Margaret Scott

Jailing the Messengers

Next month, when jailed Chinese dissident Liu Xiaobo receives the Nobel Peace Prize, the world's attention will be drawn toward China's persistent official mistreatment of its most outspoken citizens. A Beijing court recently convicted another activist, one whose plight is just as troubling as Liu’s, and far more revealing of the boundaries of permissible dissent.

WASHINGTON, DC – As China’s clout in global affairs grows, the world is watching more closely than ever to see what kind of great power it will become. Next month, when jailed Chinese dissident Liu Xiaobo receives the Nobel Peace Prize, attention will be drawn away from the more encouraging aspects of what China’s leaders like to call their country’s “rise,” and toward their persistent mistreatment of its most outspoken citizens. Already, Chinese officials’ ham-handed response to the award has undercut their cherished – and lavishly financed – mission to project China’s “soft power” around the globe.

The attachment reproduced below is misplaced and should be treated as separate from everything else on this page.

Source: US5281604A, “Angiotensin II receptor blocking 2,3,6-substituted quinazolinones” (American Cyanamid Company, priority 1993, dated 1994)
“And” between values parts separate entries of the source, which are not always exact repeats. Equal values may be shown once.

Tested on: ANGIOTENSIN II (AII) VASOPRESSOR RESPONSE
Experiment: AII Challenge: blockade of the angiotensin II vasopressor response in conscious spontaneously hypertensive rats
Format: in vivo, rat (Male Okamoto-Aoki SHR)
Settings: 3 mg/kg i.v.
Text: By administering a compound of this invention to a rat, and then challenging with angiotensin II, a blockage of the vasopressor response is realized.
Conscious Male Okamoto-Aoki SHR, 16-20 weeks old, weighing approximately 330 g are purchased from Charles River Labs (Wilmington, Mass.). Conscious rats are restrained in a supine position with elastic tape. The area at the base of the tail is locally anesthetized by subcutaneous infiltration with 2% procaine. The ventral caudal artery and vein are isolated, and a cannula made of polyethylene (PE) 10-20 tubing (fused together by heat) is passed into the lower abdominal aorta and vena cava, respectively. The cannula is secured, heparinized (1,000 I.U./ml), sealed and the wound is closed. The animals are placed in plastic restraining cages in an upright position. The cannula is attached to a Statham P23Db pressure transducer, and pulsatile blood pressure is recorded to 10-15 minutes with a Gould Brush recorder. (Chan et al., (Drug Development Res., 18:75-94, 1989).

Liu won the prize because his lifelong commitment to political activism makes him exceptional. But we ought to pay equally close attention to another jailed Chinese activist, one whose plight at the hands of China’s justice system is just as troubling as Liu’s – and far more revealing of the boundaries of permissible dissent.

A Beijing court recently convicted Zhao Lianhai, a 38-year-old former advertising salesman, of “using a popular social issue to incite a mob…to seriously disrupt social order,” and sentenced him to two and a half years in prison.

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